JeanYves Marion is member of the steering committee of the International workshop on Logic and Computational Complexity (LCC).
JeanYves Marion is member of the hiring committee (CS) at the University of Metz, section 27, since Sept. 2004.
JeanYves Marion is member of the hiring committee at INPL (Professors and Lecturers), section 27, since February 2002.
JeanYves Marion was elected to the scientific council of INPL in July 2003 and member of the board.
JeanYves Marion initiated and organizes the monthly QSL seminars http://qsl.loria.fr. Every seminar gathers between 10 and 40 participants. There were 22 seminars since January 2003.
Guy Perrier is a member of the editorial board of the revue Traitement Automatique des Langues.
Guy Perrier is a member of the Program Committee of the conference TALN'2006.
Guy Perrier is a member of the Bureau of the Département de Formation Doctorale in Computer Science of the IAEM doctoral school.
JeanYves Marion is in charge of the option ``Ingénierie des systèmes informatiques'' at École des Mines starting in September.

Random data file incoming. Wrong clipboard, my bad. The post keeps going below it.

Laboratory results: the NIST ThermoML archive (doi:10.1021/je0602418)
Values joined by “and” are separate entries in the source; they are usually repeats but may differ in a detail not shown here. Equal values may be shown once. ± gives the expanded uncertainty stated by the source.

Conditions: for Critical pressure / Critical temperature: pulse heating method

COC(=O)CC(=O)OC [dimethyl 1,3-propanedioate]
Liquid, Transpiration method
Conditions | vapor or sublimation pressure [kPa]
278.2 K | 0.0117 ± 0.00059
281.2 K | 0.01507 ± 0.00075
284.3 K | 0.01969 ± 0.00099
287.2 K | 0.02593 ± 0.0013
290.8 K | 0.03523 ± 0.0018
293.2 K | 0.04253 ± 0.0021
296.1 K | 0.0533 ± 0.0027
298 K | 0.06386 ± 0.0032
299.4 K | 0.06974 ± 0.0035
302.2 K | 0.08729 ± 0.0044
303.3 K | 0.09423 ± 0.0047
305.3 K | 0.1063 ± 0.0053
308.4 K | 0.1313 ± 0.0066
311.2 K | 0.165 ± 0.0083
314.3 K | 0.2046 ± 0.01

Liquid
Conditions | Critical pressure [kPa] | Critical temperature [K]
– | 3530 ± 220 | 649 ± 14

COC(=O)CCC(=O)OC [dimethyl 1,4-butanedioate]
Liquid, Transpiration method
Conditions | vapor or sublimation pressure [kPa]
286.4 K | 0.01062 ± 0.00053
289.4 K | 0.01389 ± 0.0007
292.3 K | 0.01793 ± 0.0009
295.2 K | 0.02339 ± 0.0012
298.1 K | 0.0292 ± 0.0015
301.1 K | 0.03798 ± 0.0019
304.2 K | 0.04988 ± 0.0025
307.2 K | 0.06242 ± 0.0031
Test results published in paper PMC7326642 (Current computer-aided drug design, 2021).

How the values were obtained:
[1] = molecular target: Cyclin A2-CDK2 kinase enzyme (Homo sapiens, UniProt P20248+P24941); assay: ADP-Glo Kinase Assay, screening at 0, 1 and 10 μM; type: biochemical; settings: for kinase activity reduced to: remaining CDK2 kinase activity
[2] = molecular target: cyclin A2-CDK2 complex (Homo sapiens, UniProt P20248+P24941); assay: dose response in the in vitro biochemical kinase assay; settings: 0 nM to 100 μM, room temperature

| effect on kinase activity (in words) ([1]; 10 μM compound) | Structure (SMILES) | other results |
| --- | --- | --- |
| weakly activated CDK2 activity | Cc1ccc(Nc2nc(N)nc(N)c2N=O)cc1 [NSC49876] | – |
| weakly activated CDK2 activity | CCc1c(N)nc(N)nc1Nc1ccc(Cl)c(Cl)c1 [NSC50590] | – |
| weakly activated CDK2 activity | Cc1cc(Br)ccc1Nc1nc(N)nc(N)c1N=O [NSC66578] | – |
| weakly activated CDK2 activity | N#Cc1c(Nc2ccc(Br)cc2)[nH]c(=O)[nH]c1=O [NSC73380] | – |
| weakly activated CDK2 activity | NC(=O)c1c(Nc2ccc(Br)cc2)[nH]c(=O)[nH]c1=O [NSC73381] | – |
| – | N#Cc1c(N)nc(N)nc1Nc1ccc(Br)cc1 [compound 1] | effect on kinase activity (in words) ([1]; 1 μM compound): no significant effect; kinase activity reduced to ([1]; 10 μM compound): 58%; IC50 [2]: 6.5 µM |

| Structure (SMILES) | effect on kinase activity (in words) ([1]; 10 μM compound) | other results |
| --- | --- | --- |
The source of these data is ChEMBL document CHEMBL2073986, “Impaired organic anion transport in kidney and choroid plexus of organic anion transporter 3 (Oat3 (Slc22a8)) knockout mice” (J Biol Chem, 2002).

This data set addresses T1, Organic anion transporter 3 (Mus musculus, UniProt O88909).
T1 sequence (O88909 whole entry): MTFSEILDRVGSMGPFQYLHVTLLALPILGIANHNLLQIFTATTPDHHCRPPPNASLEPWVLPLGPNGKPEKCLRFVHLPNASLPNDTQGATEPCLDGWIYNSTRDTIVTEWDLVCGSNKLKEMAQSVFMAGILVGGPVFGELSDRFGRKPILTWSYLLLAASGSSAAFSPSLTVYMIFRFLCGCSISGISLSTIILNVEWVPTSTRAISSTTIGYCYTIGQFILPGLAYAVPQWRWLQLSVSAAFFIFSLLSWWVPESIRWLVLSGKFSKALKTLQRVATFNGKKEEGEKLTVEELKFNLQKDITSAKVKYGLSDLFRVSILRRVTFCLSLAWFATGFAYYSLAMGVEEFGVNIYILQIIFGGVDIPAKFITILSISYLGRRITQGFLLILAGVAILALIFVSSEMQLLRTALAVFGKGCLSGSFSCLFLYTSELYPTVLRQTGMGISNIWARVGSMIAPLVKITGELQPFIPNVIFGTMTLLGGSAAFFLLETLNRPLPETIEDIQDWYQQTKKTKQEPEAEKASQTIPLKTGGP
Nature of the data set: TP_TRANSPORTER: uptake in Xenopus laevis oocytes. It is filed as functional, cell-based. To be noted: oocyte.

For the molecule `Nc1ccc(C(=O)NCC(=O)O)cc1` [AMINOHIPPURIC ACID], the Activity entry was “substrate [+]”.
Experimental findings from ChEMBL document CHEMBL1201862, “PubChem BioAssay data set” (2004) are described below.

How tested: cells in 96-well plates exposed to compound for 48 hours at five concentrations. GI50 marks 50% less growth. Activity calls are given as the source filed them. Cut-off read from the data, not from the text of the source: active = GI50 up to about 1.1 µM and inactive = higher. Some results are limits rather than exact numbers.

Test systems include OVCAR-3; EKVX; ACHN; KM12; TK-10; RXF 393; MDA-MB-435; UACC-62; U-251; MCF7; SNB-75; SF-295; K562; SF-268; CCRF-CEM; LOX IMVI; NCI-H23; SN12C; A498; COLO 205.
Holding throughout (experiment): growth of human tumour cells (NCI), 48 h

JeanYves Marion took part in the creation of the formation in computational biology at École des Mines and is in charge of the course on ``Bases et banques de données''.
Guy Perrier heads the specialization ``Traitement Automatique des Langues'' which is common to the masters in computer science and cognitive sciences of the universities Nancy2 and Henri Poincaré.
Guy Perrier is in charge of the organization of the course on tools and algorithms for the parsing of natural languages, which he is teaching with Bertrand Gaiffe in the master's specialization ``Traitement Automatique des Langues''.
Philippe de Groote and Sylvain Pogodalla gave a course on ACGs at the ESSLLI 2005 (European Summer School in Logic, Language and Information), in August in Edinburgh.
Philippe de Groote is teaching the course ``Sémantique computationnelle'' of the Nancy master specialization ``Traitement Automatique des Langues''.
Philippe de Groote and Gérard Huet are teaching the course `` Structures Informatiques et Logiques pour la Modélisation Linguistique'' of the ``Master Parisien de Recherche en Informatique''.